Now think about why it might make sense that this slope represents the average value of $\sin(x)$ on that region. By definition, $\sin(x)$ is the derivative of this antiderivative graph; it gives the slope of $-\cos(x)$ at every input. So another way to think about the average value $\sin(x)$ is as the average slope over all tangent lines here between $0$ and $\pi$. And from that view, doesn't it make a lot of sense that the average slope of a graph over all its point in a certain range should equal the total slope between the start and end point?

## Generalize this view

To digest this idea, it helps to see what it looks like for a general function. For any function $f(x)$, if you want to find its average value on some interval, say between $a$ and $b$, what you do is take the integral of $f$ on that interval, divided by the width of the interval.

You can think of this as taking the area under the graph divided by the width. Or more accurately, it's the signed area of that graph, since area below the x-axis is counted as negative.

And take a moment to remember the connection between this idea of a continuous average and the usual finite notion of an average, where you add up many numbers and divide by how many there are. When you take some sample of points spaced out by $dx$, the number of samples is about the length of the interval divided by $dx$.

If you add up the value of $f(x)$ at each sample and divide by the total number of samples, it's the same as adding up the products $f(x) \cdot dx$ and dividing by the width of the entire interval.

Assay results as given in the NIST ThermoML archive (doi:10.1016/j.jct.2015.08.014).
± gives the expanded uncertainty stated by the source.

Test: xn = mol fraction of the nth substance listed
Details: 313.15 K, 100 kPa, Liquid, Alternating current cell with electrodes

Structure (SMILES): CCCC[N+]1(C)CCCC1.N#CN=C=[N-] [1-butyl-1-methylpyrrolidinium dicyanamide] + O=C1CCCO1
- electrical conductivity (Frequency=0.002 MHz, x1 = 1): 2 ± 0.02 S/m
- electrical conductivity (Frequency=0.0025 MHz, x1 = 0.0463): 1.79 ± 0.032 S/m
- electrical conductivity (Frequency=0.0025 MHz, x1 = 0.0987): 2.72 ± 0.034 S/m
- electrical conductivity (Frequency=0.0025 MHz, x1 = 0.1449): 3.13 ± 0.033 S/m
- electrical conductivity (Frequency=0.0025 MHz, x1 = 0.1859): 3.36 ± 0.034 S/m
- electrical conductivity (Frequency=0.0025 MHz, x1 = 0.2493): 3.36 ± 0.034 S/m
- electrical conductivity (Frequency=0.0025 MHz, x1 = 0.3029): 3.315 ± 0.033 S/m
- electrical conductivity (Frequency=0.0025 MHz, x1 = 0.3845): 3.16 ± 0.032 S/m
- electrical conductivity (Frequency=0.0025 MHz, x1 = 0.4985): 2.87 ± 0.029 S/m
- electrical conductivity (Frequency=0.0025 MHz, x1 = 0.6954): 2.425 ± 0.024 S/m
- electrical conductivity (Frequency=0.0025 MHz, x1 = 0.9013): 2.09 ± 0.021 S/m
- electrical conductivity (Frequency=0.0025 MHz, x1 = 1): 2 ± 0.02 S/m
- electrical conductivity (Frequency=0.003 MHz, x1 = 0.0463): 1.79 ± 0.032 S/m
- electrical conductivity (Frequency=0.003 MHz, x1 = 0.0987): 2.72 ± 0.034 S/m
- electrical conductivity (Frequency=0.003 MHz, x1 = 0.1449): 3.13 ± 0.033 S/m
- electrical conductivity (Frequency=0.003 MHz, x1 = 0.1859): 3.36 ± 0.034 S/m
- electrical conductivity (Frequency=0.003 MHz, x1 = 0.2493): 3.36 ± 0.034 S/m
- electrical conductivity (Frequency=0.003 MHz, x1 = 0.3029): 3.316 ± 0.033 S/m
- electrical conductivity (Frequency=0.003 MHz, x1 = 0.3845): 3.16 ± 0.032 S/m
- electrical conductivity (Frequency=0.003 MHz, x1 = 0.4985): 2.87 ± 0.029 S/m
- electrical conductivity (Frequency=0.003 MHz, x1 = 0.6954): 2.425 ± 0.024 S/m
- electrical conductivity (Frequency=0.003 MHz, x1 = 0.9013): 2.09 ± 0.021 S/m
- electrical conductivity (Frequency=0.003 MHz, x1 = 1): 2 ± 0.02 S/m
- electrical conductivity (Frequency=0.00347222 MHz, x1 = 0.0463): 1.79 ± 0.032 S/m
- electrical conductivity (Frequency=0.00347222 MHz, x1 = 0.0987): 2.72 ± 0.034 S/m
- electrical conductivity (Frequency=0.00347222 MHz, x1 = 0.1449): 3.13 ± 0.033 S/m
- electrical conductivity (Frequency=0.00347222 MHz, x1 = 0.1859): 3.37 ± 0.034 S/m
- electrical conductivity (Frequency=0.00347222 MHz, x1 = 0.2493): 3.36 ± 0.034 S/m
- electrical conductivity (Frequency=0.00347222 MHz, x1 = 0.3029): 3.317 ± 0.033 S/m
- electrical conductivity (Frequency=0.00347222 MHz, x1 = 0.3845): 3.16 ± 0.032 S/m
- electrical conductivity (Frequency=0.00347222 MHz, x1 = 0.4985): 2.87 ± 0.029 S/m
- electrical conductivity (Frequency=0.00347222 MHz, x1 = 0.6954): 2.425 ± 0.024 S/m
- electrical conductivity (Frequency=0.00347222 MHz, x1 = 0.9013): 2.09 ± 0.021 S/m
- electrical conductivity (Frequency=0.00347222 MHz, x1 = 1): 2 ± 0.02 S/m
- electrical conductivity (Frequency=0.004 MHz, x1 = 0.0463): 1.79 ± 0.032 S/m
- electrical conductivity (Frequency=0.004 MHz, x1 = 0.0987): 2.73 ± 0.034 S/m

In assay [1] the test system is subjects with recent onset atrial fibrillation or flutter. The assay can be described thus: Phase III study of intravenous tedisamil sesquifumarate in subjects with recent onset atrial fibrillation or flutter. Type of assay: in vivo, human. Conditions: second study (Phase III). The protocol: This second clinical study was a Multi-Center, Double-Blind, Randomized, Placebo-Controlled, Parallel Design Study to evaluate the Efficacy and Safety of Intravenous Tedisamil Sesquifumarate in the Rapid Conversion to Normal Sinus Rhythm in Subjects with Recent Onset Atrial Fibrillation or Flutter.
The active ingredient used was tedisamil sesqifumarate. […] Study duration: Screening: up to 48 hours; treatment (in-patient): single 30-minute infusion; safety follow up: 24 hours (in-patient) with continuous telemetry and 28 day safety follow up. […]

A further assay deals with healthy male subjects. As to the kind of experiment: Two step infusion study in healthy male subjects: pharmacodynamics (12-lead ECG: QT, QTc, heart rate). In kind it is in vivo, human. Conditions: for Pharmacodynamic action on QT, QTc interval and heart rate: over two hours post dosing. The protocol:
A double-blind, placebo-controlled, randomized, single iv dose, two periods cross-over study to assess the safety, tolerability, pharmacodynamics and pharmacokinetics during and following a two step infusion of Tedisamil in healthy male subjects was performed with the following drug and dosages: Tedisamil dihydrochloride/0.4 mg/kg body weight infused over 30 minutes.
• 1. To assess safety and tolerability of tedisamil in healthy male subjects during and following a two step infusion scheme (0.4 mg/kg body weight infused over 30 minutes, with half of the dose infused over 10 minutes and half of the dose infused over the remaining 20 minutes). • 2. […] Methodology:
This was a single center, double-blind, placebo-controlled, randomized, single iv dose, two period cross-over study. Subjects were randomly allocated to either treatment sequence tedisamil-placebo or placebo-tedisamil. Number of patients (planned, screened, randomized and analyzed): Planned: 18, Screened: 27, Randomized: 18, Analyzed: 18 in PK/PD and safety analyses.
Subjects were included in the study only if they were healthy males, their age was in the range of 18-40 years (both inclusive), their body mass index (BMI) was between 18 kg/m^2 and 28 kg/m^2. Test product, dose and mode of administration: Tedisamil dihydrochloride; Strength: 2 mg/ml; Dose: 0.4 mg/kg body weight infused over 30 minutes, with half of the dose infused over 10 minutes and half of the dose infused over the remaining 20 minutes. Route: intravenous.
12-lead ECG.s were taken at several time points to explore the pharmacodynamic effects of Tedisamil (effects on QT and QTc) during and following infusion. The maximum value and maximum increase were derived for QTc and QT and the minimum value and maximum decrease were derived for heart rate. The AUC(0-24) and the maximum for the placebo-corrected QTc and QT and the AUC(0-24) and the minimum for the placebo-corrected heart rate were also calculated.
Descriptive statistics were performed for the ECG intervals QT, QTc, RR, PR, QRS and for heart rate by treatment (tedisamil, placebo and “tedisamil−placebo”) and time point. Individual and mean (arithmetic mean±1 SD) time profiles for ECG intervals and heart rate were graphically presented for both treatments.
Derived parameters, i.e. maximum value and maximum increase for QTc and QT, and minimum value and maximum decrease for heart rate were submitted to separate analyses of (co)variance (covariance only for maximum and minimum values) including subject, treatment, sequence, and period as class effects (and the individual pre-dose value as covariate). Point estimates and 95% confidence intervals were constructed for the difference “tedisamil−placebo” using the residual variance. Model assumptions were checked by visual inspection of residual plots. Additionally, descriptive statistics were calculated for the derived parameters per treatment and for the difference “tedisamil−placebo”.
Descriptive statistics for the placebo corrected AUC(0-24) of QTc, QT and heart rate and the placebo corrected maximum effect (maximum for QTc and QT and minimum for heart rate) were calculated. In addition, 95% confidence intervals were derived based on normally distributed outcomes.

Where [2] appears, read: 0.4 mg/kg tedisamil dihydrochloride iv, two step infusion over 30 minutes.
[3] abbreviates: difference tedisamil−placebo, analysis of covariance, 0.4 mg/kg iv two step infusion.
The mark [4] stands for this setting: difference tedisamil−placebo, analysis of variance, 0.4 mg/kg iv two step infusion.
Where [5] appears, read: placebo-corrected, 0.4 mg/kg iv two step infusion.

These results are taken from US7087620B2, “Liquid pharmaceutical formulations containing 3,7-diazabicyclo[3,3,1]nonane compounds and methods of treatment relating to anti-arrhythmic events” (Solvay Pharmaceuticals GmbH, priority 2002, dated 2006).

The only difference between that and the integral expression is that the integral asks what happens as $dx$ approaches $0$, but that just corresponds with samples of more and more points that approximate the true average increasingly well. Like any integral, evaluating this comes down to finding an antiderivative of $f(x)$, commonly denoted capital $F(x)$.

In particular, what we want is the change to this antiderivative between $a$ and $b$, $F(b) - F(a)$, which you can think of as the change in the height of this new graph between the two bounds.

I've conveniently chosen an antiderivative which passes through $0$ at the lower bound here, but keep in mind that you could freely shift this up and down, adding whatever constant you want to it, and it would still be a valid antiderivative. So the solution to the average problem is the change in the height of this new graph divided by the change to its $x$ value between $a$ and $b$.

In other words, it's the slope of the antiderivative graph between these endpoints.

And again, that should make a lot of sense, because little $f(x)$ gives the slope of a tangent line to this graph at each point, after all it is by definition the derivative of capital $F$.

Why are antiderivative the key to solving integrals? Well, my favorite intuition is still the one I showed last lesson, but a second perspective is that when you reframe the question of finding the average of a continuous value as finding the average slope of bunch of tangent lines, it lets you see the answer just by the comparing endpoints, rather than having to actually tally up all points in between.

## Summary

In the last video, I described a sensation that should bring integrals to your mind. Namely, if you feel like the problem you're solving could be approximated by breaking it up somehow, and adding up a large number of small things. Here I want you to come away recognizing a second sensation that should bring integrals to your mind. If there's some idea that you understand in a finite context, and which involves adding up multiple values, like taking the average of a bunch of numbers, and if you want to generalize that idea to apply to an infinite continuous range of values, try seeing if you can phrase things in terms of an integral. It's a feeling that comes up enough that's it's definitely worth remembering.

# Thanks